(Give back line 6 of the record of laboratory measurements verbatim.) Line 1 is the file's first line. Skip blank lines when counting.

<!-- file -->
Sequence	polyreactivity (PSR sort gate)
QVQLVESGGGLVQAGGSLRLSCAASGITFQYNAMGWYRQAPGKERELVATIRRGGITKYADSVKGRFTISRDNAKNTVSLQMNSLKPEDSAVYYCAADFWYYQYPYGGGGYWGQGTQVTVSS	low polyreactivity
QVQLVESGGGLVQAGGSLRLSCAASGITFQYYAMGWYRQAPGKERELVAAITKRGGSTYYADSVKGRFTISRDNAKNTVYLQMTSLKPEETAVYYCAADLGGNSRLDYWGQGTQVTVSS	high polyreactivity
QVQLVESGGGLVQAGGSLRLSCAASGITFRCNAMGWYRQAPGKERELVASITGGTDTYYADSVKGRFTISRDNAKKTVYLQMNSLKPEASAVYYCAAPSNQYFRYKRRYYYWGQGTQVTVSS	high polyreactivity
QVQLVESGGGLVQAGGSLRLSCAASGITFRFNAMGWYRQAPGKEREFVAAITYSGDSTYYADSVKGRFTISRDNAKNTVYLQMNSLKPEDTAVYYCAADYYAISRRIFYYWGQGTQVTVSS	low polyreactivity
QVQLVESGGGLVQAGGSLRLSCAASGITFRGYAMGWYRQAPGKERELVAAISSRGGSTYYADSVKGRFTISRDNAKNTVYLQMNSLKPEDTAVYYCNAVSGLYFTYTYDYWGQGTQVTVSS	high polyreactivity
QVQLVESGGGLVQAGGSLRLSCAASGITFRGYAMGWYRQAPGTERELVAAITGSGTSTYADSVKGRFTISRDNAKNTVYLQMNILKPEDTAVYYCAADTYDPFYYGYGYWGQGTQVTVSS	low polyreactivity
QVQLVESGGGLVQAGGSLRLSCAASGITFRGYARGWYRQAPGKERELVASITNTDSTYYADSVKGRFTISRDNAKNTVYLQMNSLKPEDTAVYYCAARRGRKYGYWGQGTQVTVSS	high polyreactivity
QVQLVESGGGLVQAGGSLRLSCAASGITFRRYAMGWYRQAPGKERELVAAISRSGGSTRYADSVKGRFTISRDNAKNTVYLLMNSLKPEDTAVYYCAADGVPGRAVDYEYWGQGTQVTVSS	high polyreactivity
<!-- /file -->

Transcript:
QVQLVESGGGLVQAGGSLRLSCAASGITFRGYAMGWYRQAPGKERELVAAISSRGGSTYYADSVKGRFTISRDNAKNTVYLQMNSLKPEDTAVYYCNAVSGLYFTYTYDYWGQGTQVTVSS	high polyreactivity